In the Commons, Nick Clegg explained how the study was needed to find out whether tenants could opt to take a smaller house or flat to avoid a reduction in their benefits. Under the reforms, tenants with one spare bedroom have had a payment cut of 14% and those deemed to have two or more spare have seen their benefits fall by 25%.
For special cases, councils have been handed a discretionary housing fund to help tenants pay their rent.
But Harriet Harman, Labour's deputy leader, who branded the tax "cruel and unfair", urged the Deputy Prime Minister to scrap it, saying: "What you don't want to admit, obviously, is that for 96% of tenants there isn't a smaller home to go to and so it is no wonder that the councils are saying that the discretionary housing fund on that basis is completely inadequate to help all the families who can't move and are falling into arrears."
Mr Clegg, pointing out how he suspected the problem "varied enormously" across the UK, explained how research was now under way to determine the impact of what the Government calls the single room subsidy.
"Of course, I accept that there will be cases where for some households this change from one system to another creates real dilemmas which need to be addressed through the money we are making available to local authorities," said the Deputy Prime Minister, stressing how the Coalition was now providing "hard cash for hard cases".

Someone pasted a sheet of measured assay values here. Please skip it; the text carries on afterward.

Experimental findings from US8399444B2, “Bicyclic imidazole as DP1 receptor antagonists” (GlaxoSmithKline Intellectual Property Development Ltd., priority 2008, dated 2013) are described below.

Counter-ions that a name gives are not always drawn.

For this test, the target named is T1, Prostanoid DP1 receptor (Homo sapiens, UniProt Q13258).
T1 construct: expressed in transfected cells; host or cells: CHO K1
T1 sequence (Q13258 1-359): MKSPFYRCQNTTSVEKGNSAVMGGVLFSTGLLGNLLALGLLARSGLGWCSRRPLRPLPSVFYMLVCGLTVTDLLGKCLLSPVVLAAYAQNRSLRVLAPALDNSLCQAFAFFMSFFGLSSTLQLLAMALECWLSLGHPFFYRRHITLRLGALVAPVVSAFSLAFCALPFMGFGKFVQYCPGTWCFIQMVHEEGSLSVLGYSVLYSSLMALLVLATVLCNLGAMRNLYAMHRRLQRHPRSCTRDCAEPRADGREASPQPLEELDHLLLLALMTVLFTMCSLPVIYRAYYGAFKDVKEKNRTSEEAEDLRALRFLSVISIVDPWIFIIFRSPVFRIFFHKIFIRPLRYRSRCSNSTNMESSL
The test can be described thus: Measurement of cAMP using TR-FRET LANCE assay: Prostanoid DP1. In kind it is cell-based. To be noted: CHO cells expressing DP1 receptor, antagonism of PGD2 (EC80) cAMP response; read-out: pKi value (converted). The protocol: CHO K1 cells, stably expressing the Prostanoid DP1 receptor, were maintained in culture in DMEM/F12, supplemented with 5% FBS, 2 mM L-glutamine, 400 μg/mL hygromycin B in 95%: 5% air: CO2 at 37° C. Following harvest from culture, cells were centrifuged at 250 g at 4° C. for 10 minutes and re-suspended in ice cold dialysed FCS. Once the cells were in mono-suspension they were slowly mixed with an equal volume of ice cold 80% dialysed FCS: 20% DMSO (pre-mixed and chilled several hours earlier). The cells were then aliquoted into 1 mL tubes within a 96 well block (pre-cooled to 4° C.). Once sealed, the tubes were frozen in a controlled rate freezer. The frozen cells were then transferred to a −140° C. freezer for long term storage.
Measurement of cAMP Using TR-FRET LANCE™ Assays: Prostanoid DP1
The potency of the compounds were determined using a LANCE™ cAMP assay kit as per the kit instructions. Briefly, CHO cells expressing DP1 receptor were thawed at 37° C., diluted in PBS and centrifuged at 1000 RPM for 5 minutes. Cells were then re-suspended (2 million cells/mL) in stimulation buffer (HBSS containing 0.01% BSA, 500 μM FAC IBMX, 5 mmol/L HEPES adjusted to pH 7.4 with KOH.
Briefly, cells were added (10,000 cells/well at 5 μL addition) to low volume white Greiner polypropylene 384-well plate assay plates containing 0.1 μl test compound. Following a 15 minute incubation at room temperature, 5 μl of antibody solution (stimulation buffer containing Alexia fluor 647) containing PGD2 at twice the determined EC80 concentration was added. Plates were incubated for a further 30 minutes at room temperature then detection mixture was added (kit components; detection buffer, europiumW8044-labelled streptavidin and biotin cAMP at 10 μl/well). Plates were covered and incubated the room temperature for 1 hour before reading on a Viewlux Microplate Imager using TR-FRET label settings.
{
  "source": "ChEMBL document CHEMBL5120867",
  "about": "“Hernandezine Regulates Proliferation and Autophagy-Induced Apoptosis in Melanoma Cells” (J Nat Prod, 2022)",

But one senior LibDem source made clear that, while the increasing welfare bill had to be cut, the way the policy was being implemented was building up a great deal of public and political resentment.
He suggested that a better way would have been to have a more thoughtful policy with greater explanation, more financial help and a longer transition period.
"These are people's homes after all, which some have lived in for 10, 20, 30 years.
"Once people start to get evicted, then the political situation will change," he warned.
It is thought that ahead of the General Election, there will be strong moves within the LibDem hierarchy to adopt a more qualified position on the bedroom tax going into the 2015 poll.
At the LibDem conference in Glasgow last month, many activists were angry at the party's support for the bedroom tax.
Activist Linda Jack, from Mid Bedfordshire, claimed the party seemed to have abandoned its values.
She said that she left the conference hall after the debate on the economy "wondering if there was still a place for me in this party".
Elsewhere, the latest TNS BMRB poll showed that the Tories enjoyed a post-conference boost with their level of support up five points and Labour's down three, giving Ed Miliband's party a mere two point lead at 36% to 34%.
UKIP were placed on 13% while the LibDems remained on 9%.